It’s tough being the boss. The kobolds are on strike, the bottomless pit isn’t deep enough, and that bum King Croak just got a new princess in his dungeon… and you know those gallant knights can’t resist the ol’ princess in peril gag. Your stomach’s growling – how are you going to lure some tasty adventurers to your lair?
As a kid, I used to pump quarters into Ghosts’n Goblins. I slaughtered my way ever further into the dungeon, splattering minions in the quest to reach the next big boss. Boss Monster is a non-collectible card game that recaptures those eight-bit adventures… from the other side of the screen. As a boss monster, you need to build a dungeon that is dangerous enough to slay the most epic hero. But it won’t matter how deadly your dungeon is if you can’t lure heroes to your door… so you need to balance your firepower with the right combination of loot.
Boss Monster is a dungeon-building game. Every turn, a few heroes show up in town. You win the game by killing ten points worth of heroes; you lose if too many get through your defenses and wound you. Every hero can take a certain amount of damage and desires a certain type of loot; they will go to the dungeon of the player with the greatest amount of the loot they are looking for. So in the example above, the Thief wants gold (as shown in the upper right corner of the hero card); Gorgona’s dungeon has three bags of gold. She’s got a pair of holy relics for luring clerics. However, if fighters or wizards show up, she’s currently got nothing to offer. Meanwhile, her dungeon can inflict 5 points of damage… which means she doesn’t actually WANT that epic thief in the picture coming to visit, because she can’t kill it.
The basic action of the game is simple; each round, you have the opportunity to add a room to your dungeon. Heroes are drawn to the dungeon based on treasure, and then you see if those heroes can survive a dungeon and wound the boss or if they die in the process. The fun of the game comes in dungeon design. First there is the basic challenge of competing with your opponents to have a dungeon that can lure the heroes that are out there. But beyond that, there’s a lot of strategic options to room placement. Some rooms provide bonuses to adjacent rooms of a specific type; the Dizzygas Hallway bumps up the room that comes after it, if that room is a trap. Other rooms provide special benefits if a hero dies in that room. Setting up a effective dungeon the same fundamental thrill you get from putting together a killer combo in a deck-building game, but that combo is on the table and continues to evolve over time. In addition, spell cards and certain rooms (such as the Jackpot Stash in the image above) are one-shot resources that provide an instant effect, allowing additional strategic choices and twists in the action.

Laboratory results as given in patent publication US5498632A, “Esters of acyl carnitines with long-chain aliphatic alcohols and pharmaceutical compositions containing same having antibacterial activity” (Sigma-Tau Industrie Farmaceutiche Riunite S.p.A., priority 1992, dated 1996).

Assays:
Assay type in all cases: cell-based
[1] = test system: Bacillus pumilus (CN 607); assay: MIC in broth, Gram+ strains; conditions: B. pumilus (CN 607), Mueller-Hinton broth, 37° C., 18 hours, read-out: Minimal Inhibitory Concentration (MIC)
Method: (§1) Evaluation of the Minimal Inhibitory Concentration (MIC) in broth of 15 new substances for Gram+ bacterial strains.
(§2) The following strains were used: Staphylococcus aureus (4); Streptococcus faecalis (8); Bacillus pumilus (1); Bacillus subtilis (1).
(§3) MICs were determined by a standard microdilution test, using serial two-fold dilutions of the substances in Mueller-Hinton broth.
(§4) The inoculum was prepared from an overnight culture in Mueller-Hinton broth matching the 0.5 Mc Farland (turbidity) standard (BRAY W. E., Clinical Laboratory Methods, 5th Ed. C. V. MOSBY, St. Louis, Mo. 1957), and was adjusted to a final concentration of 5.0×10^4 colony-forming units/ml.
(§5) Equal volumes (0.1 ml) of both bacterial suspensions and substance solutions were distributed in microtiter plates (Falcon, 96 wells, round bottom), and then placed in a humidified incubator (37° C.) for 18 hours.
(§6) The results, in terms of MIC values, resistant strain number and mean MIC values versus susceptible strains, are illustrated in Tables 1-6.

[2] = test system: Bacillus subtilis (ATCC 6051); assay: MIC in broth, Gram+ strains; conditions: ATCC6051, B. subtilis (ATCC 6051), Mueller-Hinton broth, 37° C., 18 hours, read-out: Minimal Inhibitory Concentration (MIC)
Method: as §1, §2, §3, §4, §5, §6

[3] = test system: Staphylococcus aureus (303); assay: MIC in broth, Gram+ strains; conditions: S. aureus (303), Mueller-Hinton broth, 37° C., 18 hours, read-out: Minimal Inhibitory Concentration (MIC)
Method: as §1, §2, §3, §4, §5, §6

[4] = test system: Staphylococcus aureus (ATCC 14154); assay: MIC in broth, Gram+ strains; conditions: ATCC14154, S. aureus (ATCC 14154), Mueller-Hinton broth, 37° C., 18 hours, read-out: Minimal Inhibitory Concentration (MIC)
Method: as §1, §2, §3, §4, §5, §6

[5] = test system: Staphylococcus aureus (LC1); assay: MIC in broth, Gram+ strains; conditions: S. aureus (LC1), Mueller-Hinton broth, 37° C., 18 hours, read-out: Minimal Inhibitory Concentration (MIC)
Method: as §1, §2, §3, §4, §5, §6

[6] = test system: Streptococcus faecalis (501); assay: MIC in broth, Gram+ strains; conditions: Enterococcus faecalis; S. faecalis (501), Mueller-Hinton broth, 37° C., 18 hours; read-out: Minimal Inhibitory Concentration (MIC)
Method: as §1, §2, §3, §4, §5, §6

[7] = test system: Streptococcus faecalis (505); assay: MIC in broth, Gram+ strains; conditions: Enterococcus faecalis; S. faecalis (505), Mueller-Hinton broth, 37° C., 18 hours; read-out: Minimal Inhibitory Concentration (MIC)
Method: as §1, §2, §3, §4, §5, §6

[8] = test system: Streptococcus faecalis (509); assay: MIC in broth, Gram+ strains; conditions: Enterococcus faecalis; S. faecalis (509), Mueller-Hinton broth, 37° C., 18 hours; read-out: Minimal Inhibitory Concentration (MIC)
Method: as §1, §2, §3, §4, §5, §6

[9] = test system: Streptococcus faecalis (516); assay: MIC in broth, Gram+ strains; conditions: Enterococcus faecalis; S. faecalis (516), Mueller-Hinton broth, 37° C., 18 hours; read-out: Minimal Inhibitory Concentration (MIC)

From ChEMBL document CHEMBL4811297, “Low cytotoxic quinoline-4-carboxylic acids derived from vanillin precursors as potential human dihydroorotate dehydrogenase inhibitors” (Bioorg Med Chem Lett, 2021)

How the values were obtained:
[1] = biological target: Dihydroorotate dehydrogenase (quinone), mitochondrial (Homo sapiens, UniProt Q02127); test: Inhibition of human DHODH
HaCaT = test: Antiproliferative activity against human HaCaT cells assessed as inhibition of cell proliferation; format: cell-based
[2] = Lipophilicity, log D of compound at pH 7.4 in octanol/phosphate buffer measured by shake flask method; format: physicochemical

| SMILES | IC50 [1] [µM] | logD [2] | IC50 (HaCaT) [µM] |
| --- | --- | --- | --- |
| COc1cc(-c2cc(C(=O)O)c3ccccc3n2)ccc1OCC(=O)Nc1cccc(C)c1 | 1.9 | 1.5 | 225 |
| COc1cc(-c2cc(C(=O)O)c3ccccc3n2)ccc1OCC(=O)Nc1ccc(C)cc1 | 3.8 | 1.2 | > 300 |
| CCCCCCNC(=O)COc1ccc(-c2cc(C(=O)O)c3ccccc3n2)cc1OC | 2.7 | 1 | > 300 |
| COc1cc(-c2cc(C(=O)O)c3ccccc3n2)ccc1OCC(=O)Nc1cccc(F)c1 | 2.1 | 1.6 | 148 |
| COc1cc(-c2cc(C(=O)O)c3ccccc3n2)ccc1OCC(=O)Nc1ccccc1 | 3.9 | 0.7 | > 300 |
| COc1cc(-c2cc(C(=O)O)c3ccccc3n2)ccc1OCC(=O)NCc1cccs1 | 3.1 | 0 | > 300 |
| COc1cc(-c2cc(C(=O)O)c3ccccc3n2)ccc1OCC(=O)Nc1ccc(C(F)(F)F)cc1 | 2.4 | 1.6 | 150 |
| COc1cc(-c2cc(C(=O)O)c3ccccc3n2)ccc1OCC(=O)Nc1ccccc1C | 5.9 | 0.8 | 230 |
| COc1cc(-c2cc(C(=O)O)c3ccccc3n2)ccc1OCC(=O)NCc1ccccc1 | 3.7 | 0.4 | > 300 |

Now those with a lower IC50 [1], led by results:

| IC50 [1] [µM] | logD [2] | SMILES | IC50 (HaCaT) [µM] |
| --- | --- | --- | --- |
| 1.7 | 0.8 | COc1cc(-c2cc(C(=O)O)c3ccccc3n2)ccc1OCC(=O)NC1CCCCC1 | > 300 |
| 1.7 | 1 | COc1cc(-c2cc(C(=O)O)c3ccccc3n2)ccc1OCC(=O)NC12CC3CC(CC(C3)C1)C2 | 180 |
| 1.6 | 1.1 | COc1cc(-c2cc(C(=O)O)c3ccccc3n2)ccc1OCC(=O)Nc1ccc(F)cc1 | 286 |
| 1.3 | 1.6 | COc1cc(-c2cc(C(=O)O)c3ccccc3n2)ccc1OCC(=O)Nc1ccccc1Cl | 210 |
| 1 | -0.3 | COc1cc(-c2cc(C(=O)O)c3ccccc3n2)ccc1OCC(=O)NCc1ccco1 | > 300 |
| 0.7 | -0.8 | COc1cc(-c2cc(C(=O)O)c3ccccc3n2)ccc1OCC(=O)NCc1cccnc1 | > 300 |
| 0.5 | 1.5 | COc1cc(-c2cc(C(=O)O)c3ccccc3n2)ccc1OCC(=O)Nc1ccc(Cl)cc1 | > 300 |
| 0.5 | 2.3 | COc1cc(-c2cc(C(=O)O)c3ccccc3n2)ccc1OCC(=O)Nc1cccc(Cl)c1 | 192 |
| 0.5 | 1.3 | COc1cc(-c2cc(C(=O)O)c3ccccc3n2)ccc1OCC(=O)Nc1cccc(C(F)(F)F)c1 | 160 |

Boss Monster can be played by two to four players; it’s strongest with three or four, but works as a two player game. Once people know how to play, it’s reasonably fast; an average game takes about 20 minutes. The 8-bit art is entertaining and fits the theme. The wide range of options makes it very replayable, and it’s the sort of game where even when I lose, I just want to play again.
Boss Monster currently has a week left in its Kickstarter campaign. Backers at the $25 level get a host of extra cards and bonus goodies; at higher levels you can playtest future expansions and even get a copy of the playtest deck (which is what I’ve been using) right away. All I’ll say is that it’s quick, fun, and I’ve been playing it whenever I’ve been able to drum up opponents; I actually played a few rounds on Election Night, as we waited to see who would end up as our next boss monster. So check out the Kickstarter, and tell ’em Hellcow sent you!